The Satanic Temple Sues Over Right To Give ‘Invocation’ at City Council Meetings
The Chicago City Council, like many other legislative bodies, typically opens meetings with an “invocation”—essentially, a prayer or moment of reflection. Clergy from a wide range of religious backgrounds have given these invocations, and a Satanist minister wants to join their ranks. But the city has refused to let him—and refused to explain the decision. Now, this minister has filed a First Amendment lawsuit against the city.
The Satanic Temple is a nontheistic religion that, as noted by the lawsuit, is “federally recognized as a church and a religious public charity.” Contrary to popular belief, members of the group don’t actually worship Satan. Instead, they follow a series of seven “tenants” focused on broad ideas of compassion, rationalism, and freedom.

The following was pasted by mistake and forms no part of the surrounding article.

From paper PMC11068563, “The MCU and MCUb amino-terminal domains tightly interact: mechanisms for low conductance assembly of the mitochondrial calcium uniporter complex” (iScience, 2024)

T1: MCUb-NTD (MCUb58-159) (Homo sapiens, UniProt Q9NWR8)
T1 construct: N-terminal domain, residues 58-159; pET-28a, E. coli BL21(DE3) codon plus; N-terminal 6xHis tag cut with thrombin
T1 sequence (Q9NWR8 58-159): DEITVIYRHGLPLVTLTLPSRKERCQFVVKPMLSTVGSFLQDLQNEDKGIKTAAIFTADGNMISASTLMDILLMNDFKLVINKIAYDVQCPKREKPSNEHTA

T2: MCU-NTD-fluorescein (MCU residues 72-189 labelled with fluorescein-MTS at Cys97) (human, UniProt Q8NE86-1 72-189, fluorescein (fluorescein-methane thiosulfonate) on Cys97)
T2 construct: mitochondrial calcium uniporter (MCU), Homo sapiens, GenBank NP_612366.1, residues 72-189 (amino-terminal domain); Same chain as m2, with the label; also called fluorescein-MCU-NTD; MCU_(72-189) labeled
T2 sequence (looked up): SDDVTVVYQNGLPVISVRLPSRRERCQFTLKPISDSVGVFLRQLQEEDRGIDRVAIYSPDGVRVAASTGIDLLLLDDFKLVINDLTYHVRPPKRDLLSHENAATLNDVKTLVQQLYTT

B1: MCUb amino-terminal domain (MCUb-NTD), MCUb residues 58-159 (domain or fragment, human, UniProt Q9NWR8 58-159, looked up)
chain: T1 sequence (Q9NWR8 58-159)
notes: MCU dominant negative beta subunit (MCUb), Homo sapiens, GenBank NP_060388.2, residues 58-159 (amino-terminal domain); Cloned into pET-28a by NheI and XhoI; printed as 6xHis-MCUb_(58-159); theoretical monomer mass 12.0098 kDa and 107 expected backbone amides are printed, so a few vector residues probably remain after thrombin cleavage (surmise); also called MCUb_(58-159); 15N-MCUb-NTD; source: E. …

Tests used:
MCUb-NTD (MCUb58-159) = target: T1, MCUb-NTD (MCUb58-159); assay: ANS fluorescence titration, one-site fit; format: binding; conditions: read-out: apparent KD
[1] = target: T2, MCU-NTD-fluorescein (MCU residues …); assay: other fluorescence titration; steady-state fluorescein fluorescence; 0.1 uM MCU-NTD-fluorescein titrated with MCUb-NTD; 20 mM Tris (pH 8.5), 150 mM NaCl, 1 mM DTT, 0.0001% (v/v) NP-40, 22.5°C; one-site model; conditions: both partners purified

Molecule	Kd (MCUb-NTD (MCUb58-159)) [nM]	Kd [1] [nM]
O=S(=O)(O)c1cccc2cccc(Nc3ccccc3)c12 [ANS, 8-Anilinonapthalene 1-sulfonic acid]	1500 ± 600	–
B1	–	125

The Satanic Temple has often tested religious-freedom policies and challenged anti-abortion laws on religious-freedom grounds. It’s achieved middling success in the courts. Just this month, the group experienced a significant legal victory after it won its lawsuit against a school district that attempted to block the formation of an “After School Satan Club.” The group also successfully sued in 2015 to remove a large 10 Commandments monument from the Oklahoma state Capitol.
This most recent lawsuit, filed on Wednesday, marks at least the third time The Satanic Temple has sued after being blocked from giving an invocation or prayer before a legislative body. Adam Vavrick, the ordained minister in the religion, unsuccessfully sought to perform an invocation at a Chicago city council meeting. According to the suit, Vavrick began his efforts in Jan
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